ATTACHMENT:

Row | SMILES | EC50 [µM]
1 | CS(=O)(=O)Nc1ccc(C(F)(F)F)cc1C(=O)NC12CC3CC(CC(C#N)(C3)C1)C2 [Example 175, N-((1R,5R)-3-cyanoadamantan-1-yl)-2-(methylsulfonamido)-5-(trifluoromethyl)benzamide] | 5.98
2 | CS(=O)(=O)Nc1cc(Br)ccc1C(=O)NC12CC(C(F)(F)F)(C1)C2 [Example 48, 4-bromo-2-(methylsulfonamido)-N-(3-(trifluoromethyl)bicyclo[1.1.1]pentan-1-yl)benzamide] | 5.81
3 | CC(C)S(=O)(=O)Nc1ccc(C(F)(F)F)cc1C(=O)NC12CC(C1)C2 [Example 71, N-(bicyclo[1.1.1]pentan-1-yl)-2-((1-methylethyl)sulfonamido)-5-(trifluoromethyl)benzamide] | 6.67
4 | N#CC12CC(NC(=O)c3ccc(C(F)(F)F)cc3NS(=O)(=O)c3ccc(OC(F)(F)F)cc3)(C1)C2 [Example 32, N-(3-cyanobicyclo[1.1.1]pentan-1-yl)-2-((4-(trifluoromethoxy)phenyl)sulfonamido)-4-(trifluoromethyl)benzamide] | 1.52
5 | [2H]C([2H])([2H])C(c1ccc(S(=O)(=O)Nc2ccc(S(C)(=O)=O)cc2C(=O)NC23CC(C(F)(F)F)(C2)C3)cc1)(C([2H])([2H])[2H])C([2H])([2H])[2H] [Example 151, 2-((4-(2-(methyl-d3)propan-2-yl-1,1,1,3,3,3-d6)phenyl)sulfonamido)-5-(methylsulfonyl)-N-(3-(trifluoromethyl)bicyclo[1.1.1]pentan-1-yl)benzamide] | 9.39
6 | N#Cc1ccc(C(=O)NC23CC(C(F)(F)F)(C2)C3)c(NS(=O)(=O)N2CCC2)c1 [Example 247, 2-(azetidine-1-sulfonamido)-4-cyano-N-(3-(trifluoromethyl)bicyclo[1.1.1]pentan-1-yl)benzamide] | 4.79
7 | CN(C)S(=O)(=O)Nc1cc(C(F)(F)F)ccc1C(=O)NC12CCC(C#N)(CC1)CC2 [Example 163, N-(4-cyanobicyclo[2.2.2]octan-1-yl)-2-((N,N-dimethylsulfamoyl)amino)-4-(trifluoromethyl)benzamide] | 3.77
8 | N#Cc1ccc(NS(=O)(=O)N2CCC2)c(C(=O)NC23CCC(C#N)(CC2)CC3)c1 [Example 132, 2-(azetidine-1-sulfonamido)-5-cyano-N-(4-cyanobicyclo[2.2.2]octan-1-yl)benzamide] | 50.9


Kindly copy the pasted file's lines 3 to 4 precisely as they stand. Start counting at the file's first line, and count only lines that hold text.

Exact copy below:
2 | CS(=O)(=O)Nc1cc(Br)ccc1C(=O)NC12CC(C(F)(F)F)(C1)C2 [Example 48, 4-bromo-2-(methylsulfonamido)-N-(3-(trifluoromethyl)bicyclo[1.1.1]pentan-1-yl)benzamide] | 5.81
3 | CC(C)S(=O)(=O)Nc1ccc(C(F)(F)F)cc1C(=O)NC12CC(C1)C2 [Example 71, N-(bicyclo[1.1.1]pentan-1-yl)-2-((1-methylethyl)sulfonamido)-5-(trifluoromethyl)benzamide] | 6.67